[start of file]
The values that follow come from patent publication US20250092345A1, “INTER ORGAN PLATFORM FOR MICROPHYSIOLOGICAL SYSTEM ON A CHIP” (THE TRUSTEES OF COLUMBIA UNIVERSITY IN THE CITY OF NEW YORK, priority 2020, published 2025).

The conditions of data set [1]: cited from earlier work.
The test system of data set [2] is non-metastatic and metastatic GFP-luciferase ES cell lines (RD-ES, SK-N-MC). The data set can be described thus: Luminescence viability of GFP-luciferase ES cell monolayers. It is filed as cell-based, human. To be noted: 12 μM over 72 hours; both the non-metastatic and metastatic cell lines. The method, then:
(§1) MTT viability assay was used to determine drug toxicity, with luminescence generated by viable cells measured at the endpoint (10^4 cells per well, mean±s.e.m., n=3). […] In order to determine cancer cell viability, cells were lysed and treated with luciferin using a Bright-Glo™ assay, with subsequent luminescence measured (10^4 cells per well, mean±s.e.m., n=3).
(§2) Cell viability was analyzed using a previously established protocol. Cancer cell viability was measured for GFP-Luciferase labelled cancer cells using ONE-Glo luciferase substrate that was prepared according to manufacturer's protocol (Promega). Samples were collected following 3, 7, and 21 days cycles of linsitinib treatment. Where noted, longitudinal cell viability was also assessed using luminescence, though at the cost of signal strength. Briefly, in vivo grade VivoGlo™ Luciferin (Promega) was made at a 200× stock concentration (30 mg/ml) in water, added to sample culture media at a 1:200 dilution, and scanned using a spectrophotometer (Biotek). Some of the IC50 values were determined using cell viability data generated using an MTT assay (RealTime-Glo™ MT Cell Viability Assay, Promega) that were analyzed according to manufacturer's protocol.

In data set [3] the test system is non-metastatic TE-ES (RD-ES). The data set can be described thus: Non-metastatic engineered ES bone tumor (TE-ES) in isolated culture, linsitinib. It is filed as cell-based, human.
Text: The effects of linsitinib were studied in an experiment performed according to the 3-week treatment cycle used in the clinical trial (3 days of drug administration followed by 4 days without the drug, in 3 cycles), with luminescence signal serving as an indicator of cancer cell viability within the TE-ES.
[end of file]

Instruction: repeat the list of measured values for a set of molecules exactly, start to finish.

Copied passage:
The values that follow come from patent publication US20250092345A1, “INTER ORGAN PLATFORM FOR MICROPHYSIOLOGICAL SYSTEM ON A CHIP” (THE TRUSTEES OF COLUMBIA UNIVERSITY IN THE CITY OF NEW YORK, priority 2020, published 2025).

The conditions of data set [1]: cited from earlier work.
The test system of data set [2] is non-metastatic and metastatic GFP-luciferase ES cell lines (RD-ES, SK-N-MC). The data set can be described thus: Luminescence viability of GFP-luciferase ES cell monolayers. It is filed as cell-based, human. To be noted: 12 μM over 72 hours; both the non-metastatic and metastatic cell lines. The method, then:
(§1) MTT viability assay was used to determine drug toxicity, with luminescence generated by viable cells measured at the endpoint (10^4 cells per well, mean±s.e.m., n=3). […] In order to determine cancer cell viability, cells were lysed and treated with luciferin using a Bright-Glo™ assay, with subsequent luminescence measured (10^4 cells per well, mean±s.e.m., n=3).
(§2) Cell viability was analyzed using a previously established protocol. Cancer cell viability was measured for GFP-Luciferase labelled cancer cells using ONE-Glo luciferase substrate that was prepared according to manufacturer's protocol (Promega). Samples were collected following 3, 7, and 21 days cycles of linsitinib treatment. Where noted, longitudinal cell viability was also assessed using luminescence, though at the cost of signal strength. Briefly, in vivo grade VivoGlo™ Luciferin (Promega) was made at a 200× stock concentration (30 mg/ml) in water, added to sample culture media at a 1:200 dilution, and scanned using a spectrophotometer (Biotek). Some of the IC50 values were determined using cell viability data generated using an MTT assay (RealTime-Glo™ MT Cell Viability Assay, Promega) that were analyzed according to manufacturer's protocol.

In data set [3] the test system is non-metastatic TE-ES (RD-ES). The data set can be described thus: Non-metastatic engineered ES bone tumor (TE-ES) in isolated culture, linsitinib. It is filed as cell-based, human.
Text: The effects of linsitinib were studied in an experiment performed according to the 3-week treatment cycle used in the clinical trial (3 days of drug administration followed by 4 days without the drug, in 3 cycles), with luminescence signal serving as an indicator of cancer cell viability within the TE-ES.